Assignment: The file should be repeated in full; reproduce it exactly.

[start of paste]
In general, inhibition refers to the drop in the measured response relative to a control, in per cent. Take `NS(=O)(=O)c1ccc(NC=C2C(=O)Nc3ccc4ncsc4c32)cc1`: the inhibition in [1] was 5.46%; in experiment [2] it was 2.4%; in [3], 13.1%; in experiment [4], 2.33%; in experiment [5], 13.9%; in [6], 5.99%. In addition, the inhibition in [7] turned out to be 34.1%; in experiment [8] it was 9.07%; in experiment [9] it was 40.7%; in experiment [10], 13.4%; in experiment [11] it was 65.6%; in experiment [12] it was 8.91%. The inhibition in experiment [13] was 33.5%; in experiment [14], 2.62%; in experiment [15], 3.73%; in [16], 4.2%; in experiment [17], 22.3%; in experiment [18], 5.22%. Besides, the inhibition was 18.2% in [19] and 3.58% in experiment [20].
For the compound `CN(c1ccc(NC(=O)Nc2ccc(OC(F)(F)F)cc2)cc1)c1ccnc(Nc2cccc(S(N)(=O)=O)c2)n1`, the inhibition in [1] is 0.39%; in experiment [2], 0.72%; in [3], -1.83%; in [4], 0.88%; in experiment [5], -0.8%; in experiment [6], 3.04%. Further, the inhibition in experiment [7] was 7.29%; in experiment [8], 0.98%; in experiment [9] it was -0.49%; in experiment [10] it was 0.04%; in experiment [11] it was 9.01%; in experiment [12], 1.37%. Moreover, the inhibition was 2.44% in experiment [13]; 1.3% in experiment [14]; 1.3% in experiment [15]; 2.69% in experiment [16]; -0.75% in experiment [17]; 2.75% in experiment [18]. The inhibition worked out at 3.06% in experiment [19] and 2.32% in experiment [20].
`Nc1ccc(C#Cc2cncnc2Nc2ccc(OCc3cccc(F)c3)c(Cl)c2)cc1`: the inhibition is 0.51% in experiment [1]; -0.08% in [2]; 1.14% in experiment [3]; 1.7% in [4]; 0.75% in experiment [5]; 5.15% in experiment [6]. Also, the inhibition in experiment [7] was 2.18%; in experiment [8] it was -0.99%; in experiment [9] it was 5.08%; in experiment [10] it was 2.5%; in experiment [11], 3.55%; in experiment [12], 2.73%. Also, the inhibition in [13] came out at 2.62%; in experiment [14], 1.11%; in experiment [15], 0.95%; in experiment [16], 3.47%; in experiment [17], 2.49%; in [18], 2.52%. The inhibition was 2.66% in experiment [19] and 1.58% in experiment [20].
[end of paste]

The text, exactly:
In general, inhibition refers to the drop in the measured response relative to a control, in per cent. Take `NS(=O)(=O)c1ccc(NC=C2C(=O)Nc3ccc4ncsc4c32)cc1`: the inhibition in [1] was 5.46%; in experiment [2] it was 2.4%; in [3], 13.1%; in experiment [4], 2.33%; in experiment [5], 13.9%; in [6], 5.99%. In addition, the inhibition in [7] turned out to be 34.1%; in experiment [8] it was 9.07%; in experiment [9] it was 40.7%; in experiment [10], 13.4%; in experiment [11] it was 65.6%; in experiment [12] it was 8.91%. The inhibition in experiment [13] was 33.5%; in experiment [14], 2.62%; in experiment [15], 3.73%; in [16], 4.2%; in experiment [17], 22.3%; in experiment [18], 5.22%. Besides, the inhibition was 18.2% in [19] and 3.58% in experiment [20].
For the compound `CN(c1ccc(NC(=O)Nc2ccc(OC(F)(F)F)cc2)cc1)c1ccnc(Nc2cccc(S(N)(=O)=O)c2)n1`, the inhibition in [1] is 0.39%; in experiment [2], 0.72%; in [3], -1.83%; in [4], 0.88%; in experiment [5], -0.8%; in experiment [6], 3.04%. Further, the inhibition in experiment [7] was 7.29%; in experiment [8], 0.98%; in experiment [9] it was -0.49%; in experiment [10] it was 0.04%; in experiment [11] it was 9.01%; in experiment [12], 1.37%. Moreover, the inhibition was 2.44% in experiment [13]; 1.3% in experiment [14]; 1.3% in experiment [15]; 2.69% in experiment [16]; -0.75% in experiment [17]; 2.75% in experiment [18]. The inhibition worked out at 3.06% in experiment [19] and 2.32% in experiment [20].
`Nc1ccc(C#Cc2cncnc2Nc2ccc(OCc3cccc(F)c3)c(Cl)c2)cc1`: the inhibition is 0.51% in experiment [1]; -0.08% in [2]; 1.14% in experiment [3]; 1.7% in [4]; 0.75% in experiment [5]; 5.15% in experiment [6]. Also, the inhibition in experiment [7] was 2.18%; in experiment [8] it was -0.99%; in experiment [9] it was 5.08%; in experiment [10] it was 2.5%; in experiment [11], 3.55%; in experiment [12], 2.73%. Also, the inhibition in [13] came out at 2.62%; in experiment [14], 1.11%; in experiment [15], 0.95%; in experiment [16], 3.47%; in experiment [17], 2.49%; in [18], 2.52%. The inhibition was 2.66% in experiment [19] and 1.58% in experiment [20].